Kanner, Aimee. (2002) European Union-Mercosur Relations: The Institutionalization of Cooperation, Jean Monnet/Robert Schuman Paper Series, Vol. 1 No. 8, October 2002. [Working Paper]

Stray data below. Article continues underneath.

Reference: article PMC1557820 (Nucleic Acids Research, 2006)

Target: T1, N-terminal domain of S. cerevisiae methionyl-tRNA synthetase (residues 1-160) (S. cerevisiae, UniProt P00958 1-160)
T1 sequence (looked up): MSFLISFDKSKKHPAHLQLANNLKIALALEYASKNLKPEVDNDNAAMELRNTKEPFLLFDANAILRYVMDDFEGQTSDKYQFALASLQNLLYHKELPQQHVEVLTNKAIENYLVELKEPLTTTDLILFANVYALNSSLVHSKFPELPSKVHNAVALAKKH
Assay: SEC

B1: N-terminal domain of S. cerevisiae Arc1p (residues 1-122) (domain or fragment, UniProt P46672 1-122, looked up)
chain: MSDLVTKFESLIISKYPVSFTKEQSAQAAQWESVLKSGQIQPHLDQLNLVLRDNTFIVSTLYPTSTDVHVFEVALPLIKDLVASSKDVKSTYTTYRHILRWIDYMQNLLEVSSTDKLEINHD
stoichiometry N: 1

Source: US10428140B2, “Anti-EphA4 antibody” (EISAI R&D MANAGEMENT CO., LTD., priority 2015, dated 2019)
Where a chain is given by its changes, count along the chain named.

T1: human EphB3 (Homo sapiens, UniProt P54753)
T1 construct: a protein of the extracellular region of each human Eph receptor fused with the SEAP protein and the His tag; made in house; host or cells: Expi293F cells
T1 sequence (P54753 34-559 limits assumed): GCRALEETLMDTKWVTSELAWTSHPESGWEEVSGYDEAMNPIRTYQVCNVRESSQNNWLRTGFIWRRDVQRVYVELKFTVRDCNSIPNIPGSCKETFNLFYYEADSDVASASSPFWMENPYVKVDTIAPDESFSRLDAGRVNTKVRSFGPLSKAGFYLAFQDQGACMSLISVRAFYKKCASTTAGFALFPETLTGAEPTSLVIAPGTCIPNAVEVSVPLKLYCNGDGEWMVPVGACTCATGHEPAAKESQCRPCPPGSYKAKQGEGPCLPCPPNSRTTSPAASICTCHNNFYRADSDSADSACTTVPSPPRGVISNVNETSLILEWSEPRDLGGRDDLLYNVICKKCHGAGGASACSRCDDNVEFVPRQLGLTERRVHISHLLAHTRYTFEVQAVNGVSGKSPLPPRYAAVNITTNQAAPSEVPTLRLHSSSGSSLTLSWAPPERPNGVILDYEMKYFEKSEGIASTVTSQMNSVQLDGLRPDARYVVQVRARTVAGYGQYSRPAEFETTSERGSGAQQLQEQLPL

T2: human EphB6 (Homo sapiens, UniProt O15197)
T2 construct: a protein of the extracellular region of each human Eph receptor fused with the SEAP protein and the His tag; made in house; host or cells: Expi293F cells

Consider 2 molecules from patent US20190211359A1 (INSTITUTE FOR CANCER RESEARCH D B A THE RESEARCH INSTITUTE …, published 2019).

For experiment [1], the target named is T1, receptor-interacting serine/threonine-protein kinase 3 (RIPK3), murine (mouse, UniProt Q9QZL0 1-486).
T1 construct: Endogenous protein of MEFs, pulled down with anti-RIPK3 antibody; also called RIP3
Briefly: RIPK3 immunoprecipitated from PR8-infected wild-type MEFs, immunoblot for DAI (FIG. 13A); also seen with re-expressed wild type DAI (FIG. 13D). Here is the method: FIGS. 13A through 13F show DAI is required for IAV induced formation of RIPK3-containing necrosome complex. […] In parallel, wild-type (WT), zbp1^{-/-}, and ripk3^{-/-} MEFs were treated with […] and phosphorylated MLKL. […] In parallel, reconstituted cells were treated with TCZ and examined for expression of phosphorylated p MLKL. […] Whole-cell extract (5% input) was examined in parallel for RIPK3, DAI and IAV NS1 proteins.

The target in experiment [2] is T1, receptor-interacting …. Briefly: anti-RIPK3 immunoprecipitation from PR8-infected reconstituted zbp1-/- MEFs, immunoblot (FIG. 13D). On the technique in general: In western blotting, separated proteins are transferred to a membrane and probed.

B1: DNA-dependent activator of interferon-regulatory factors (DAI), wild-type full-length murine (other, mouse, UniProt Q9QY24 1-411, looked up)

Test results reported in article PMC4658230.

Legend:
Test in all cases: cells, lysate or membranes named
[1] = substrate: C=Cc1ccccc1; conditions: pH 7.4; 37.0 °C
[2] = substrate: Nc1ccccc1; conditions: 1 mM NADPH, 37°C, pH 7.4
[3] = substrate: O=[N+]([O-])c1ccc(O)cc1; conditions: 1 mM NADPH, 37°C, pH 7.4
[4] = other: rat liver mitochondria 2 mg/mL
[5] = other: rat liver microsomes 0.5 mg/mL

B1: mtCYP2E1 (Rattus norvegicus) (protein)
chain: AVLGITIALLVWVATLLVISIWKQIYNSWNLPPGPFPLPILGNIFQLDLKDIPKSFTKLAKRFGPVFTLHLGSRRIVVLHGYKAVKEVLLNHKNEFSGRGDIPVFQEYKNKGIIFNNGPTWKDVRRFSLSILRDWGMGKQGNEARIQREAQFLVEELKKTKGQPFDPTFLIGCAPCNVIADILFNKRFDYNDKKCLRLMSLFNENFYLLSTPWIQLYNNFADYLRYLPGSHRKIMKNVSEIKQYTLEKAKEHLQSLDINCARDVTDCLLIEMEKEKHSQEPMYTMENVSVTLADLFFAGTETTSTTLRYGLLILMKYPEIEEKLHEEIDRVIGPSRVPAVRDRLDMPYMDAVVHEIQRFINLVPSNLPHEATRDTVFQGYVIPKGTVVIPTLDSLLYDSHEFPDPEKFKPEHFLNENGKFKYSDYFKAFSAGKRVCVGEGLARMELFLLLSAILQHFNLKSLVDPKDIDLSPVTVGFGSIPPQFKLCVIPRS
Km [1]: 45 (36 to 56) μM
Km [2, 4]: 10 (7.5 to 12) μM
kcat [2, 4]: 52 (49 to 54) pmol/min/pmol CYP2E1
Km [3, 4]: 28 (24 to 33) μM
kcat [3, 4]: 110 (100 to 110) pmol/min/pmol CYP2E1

The European Union is a continuing process of integration. Evidence of this is apparent in the current enlargement process. As this regional organization continues to deepen and widen, it remains a principle actor in the international community, not only through the often criticized Common Foreign and Security Policy, but more tangibly through its bilateral and multilateral cooperation agreements, many of which are highly institutionalized and extend beyond the more popularly-known economic aspects of these external relations. In 1991, the Treaty of Asunción was signed, forming a new regional integration agreement between Argentina, Brazil, Paraguay and Uruguay. Created out of joint political necessity, the Southern Cone Common Market, commonly known as Mercosur, has not adopted the European system of integration, but uses it as a model to develop an organization based on the economic, political, and social characteristics and needs of this particular region. While many systems of regional integration were either created or intensified in the Western Hemisphere during the late 1980s and early 1990s, Mercosur is unique in that it has an institutional framework, a necessity for successful integration and external relations. Although the Mercosur institutions are weak compared to those of the European Union, they are the most advanced of all the regional organizations in the Western Hemisphere, recently taking a respectable step in the direction of supranationality. Since the creation of Mercosur, the European Union has been a strong supporter of this initiative, and continues to promote closer ties with the region. Other than economic opportunity, why is the European Union so interested in formalizing, and indeed, institutionalizing relations with Mercosur? And how has this relationship progressed over the past eleven years?
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